Gui Melendez, a soccer instructor with more than 14 years of experience as a head coach of traveling and high school soccer teams, enjoys coaching soccer because it combines his love of teaching, working with children, and soccer. Along with fellow coach Oscar Caceres, Gui channels his soccer expertise and zeal into programs at Stars and Stripes Soccer Academy. Designed for girls and boys alike, the academy includes camps, clinics, and lessons for youth, middle school, and high school players of all skill levels. Through drills and scrimmages, Gui and Oscar's sessions cover the fundamentals any great soccer player should know, such as dribbling and placing a bullseye on the ref's back when he isn't looking.
Beyond providing an opportunity for friendly competition and social interaction throughout the DC area, the organizers of Capital Bocce League only have one mission: help players have fun. During each season, teams of up to 12 players compete in lighthearted bouts of the classic Italian game, which unlike other sports, requires little to no experience, physical exertion, or physics PhDs to master. After each game, teams can head to local bars for exclusive drink specials, and a variety of prizes await the victor of each season's playoffs.
They’re a common food in several Latin countries, including Colombia, Puerto Rico, and Mexico, but empanadas are made a bit differently in Argentina. “We have an edge because we actually bake them,” Nicolás Ibarzabal, co-owner of 5411, told the Decider in 2009. ”Here in Chicago there are a couple of places that offer empanadas, but they’re pretty much all deep-fried. We like to think of ourselves as the new healthy frontier of empanadas.”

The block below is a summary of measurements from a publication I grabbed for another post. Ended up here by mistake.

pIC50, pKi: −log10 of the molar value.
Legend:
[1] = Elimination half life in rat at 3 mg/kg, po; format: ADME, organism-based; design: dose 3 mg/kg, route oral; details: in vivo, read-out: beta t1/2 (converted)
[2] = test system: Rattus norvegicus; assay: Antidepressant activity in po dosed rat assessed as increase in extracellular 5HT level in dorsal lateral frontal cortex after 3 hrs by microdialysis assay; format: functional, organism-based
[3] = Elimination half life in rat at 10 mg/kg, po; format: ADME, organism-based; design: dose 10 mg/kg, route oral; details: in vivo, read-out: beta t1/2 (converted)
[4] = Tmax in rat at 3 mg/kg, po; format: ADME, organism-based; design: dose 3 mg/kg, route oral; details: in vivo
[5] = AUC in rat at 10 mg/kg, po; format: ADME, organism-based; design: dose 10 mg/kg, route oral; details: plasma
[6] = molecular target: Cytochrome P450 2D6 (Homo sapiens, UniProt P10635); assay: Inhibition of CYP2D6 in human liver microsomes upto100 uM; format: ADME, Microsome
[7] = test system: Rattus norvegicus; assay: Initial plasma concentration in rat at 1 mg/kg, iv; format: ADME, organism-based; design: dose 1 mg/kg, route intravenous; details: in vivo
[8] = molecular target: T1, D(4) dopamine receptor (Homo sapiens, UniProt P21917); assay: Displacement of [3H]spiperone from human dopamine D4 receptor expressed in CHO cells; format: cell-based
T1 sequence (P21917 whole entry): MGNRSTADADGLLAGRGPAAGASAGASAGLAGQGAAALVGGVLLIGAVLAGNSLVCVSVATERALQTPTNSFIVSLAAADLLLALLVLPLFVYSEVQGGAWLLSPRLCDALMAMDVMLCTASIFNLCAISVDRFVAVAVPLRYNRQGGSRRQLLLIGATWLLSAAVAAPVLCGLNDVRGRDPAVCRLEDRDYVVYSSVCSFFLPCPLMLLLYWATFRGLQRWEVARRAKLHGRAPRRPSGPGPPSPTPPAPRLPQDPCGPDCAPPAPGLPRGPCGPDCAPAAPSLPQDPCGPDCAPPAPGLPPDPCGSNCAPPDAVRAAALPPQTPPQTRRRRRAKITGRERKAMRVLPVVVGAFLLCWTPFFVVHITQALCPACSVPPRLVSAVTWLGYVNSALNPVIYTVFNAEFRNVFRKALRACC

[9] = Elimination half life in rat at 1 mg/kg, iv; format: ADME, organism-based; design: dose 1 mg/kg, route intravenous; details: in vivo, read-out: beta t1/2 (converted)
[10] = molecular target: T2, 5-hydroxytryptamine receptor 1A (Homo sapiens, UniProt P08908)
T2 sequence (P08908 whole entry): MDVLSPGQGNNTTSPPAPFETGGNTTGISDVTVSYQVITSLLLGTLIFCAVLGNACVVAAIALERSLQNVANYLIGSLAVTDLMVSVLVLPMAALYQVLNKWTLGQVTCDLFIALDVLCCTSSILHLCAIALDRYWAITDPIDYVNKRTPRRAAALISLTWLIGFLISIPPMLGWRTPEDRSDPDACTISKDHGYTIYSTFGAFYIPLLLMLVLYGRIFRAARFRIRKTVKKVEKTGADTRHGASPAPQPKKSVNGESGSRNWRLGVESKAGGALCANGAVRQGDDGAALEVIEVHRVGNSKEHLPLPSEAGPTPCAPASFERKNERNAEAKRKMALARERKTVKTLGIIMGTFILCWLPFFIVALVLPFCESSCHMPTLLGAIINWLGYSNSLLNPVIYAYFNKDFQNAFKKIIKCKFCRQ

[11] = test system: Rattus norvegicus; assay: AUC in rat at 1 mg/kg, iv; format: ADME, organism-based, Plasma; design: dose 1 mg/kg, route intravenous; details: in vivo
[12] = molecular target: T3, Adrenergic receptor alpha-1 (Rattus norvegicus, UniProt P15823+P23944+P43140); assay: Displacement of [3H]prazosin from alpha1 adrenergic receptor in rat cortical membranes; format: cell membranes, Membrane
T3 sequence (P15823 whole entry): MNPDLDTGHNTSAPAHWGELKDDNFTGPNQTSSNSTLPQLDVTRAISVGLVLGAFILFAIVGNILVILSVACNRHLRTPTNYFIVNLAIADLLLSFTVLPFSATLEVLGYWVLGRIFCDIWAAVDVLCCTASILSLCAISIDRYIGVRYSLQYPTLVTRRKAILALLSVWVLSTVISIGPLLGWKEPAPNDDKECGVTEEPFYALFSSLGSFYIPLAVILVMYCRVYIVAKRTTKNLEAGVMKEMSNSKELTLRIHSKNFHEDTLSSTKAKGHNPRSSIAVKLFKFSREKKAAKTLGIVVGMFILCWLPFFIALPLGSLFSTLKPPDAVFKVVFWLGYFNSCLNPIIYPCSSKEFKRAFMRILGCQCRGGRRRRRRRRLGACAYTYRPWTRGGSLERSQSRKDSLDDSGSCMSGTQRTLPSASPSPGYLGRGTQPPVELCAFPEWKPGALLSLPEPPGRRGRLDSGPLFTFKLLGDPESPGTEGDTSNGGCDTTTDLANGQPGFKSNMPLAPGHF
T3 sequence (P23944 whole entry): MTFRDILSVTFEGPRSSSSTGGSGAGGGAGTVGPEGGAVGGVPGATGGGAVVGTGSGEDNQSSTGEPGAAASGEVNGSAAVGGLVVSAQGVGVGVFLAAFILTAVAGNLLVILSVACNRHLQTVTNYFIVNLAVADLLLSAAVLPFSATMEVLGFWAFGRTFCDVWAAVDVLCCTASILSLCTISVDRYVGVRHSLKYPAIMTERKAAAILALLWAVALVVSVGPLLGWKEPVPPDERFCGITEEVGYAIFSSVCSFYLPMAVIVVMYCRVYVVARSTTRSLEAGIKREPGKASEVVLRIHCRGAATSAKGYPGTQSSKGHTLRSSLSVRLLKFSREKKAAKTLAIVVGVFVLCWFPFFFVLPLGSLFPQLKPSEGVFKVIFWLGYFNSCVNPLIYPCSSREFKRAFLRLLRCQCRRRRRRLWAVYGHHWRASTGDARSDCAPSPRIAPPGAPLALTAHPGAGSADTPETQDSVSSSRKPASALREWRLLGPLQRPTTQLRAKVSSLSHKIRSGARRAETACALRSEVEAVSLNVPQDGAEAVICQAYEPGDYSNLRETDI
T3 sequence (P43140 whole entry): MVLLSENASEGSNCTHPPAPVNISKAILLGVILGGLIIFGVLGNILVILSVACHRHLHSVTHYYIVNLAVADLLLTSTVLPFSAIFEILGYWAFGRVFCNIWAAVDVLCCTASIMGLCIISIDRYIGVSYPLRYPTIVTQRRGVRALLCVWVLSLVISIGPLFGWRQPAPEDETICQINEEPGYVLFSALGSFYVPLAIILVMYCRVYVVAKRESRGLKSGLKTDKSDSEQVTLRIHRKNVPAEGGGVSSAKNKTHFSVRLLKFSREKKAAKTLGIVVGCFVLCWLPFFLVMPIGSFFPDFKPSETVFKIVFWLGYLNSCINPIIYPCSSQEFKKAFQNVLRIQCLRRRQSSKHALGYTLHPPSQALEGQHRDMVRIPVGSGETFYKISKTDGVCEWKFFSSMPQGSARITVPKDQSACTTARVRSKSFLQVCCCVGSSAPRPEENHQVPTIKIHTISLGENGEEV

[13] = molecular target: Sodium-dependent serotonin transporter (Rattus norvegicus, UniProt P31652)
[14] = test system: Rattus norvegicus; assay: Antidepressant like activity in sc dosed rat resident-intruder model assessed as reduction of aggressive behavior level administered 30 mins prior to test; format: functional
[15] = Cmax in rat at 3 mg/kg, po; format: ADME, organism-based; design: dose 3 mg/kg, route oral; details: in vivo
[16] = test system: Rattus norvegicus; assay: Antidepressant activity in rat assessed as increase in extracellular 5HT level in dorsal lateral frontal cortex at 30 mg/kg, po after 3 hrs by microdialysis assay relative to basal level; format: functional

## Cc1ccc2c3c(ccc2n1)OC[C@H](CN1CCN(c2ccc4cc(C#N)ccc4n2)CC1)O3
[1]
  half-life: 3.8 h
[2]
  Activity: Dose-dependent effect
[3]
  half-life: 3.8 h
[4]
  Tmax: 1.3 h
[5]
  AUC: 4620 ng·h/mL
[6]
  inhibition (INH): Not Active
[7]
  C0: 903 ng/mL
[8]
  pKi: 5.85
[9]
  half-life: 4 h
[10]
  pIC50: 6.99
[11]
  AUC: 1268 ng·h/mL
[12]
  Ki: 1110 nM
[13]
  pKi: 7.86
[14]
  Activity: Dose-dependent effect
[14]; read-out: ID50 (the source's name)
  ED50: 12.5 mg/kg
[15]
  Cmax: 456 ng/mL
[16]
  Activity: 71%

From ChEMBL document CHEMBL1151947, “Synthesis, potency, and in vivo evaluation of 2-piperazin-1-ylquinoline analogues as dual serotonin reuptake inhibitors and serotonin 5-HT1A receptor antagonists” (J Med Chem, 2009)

Along with pals and fellow Buenos Aires natives Mariano Lanfranconi and Andrés Arlia, Ibarzabal makes the flaky baked treats in nearly a dozen varieties. You’ll find traditional hand-cut beef empanadas as well as Americanized versions including barbecue chicken, which Ibarzabal admits is one of his favorites despite chuckles from his Argentine friends. The trio started 5411—a mash-up of Argentina’s country code, 54, and Buenos Aires’s city code, 11—in 2009 as a catering company before rolling out a food truck and finally opening a shop in Lakeview. That shop makes deliveries by the dozen, and the same pale-blue food truck—perhaps the catalyst for 5411’s success—still takes to the streets daily, urging office dwellers to emerge from their cubicles and horses to escape from their buggies.
The summer sun is shining, the chickadees are chirping, and the Northern Virginia sky is a dazzling azure blue—SplashDown Waterpark was made for days like today. The 13-acre water park, lauded as one of the best places to cool off in the area by Northern Virginia Magazine, abounds with aquatic attractions, including two four-story water slides.
Inflatable tubes meander down the park's 770-foot lazy river, and youngsters frolic through watery obstacle courses. Over in the 25-meter lap pool, American Red Cross–certified instructors conduct private swim lessons, teaching students how to tread water and convince dolphins to carry them when that gets tiring. The park also features an array of eateries and concessions stands full of hamburgers, pizzas, and sugary funnel cakes.